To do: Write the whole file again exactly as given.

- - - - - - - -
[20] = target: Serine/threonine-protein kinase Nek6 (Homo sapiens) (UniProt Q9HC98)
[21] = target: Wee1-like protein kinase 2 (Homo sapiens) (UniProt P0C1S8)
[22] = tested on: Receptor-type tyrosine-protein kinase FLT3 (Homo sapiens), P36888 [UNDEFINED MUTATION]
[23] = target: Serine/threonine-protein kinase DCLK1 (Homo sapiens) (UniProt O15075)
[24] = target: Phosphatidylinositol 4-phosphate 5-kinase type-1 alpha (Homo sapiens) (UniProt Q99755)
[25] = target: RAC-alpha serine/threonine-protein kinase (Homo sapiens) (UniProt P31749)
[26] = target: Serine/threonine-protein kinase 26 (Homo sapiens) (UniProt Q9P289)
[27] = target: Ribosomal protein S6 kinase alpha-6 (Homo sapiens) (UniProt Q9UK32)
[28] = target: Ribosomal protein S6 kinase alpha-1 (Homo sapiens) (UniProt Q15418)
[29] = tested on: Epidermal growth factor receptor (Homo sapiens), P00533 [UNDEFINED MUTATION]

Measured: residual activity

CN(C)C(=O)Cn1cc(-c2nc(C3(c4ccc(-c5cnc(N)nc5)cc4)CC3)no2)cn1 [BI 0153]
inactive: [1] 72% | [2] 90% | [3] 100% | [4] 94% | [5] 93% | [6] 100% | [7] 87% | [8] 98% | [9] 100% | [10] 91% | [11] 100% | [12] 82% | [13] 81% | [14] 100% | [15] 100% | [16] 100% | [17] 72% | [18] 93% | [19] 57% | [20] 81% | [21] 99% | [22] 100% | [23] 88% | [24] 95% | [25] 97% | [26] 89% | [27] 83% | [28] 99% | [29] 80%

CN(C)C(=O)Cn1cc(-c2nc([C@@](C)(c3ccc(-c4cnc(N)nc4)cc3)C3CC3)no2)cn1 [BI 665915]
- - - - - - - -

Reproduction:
[20] = target: Serine/threonine-protein kinase Nek6 (Homo sapiens) (UniProt Q9HC98)
[21] = target: Wee1-like protein kinase 2 (Homo sapiens) (UniProt P0C1S8)
[22] = tested on: Receptor-type tyrosine-protein kinase FLT3 (Homo sapiens), P36888 [UNDEFINED MUTATION]
[23] = target: Serine/threonine-protein kinase DCLK1 (Homo sapiens) (UniProt O15075)
[24] = target: Phosphatidylinositol 4-phosphate 5-kinase type-1 alpha (Homo sapiens) (UniProt Q99755)
[25] = target: RAC-alpha serine/threonine-protein kinase (Homo sapiens) (UniProt P31749)
[26] = target: Serine/threonine-protein kinase 26 (Homo sapiens) (UniProt Q9P289)
[27] = target: Ribosomal protein S6 kinase alpha-6 (Homo sapiens) (UniProt Q9UK32)
[28] = target: Ribosomal protein S6 kinase alpha-1 (Homo sapiens) (UniProt Q15418)
[29] = tested on: Epidermal growth factor receptor (Homo sapiens), P00533 [UNDEFINED MUTATION]

Measured: residual activity

CN(C)C(=O)Cn1cc(-c2nc(C3(c4ccc(-c5cnc(N)nc5)cc4)CC3)no2)cn1 [BI 0153]
inactive: [1] 72% | [2] 90% | [3] 100% | [4] 94% | [5] 93% | [6] 100% | [7] 87% | [8] 98% | [9] 100% | [10] 91% | [11] 100% | [12] 82% | [13] 81% | [14] 100% | [15] 100% | [16] 100% | [17] 72% | [18] 93% | [19] 57% | [20] 81% | [21] 99% | [22] 100% | [23] 88% | [24] 95% | [25] 97% | [26] 89% | [27] 83% | [28] 99% | [29] 80%

CN(C)C(=O)Cn1cc(-c2nc([C@@](C)(c3ccc(-c4cnc(N)nc4)cc3)C3CC3)no2)cn1 [BI 665915]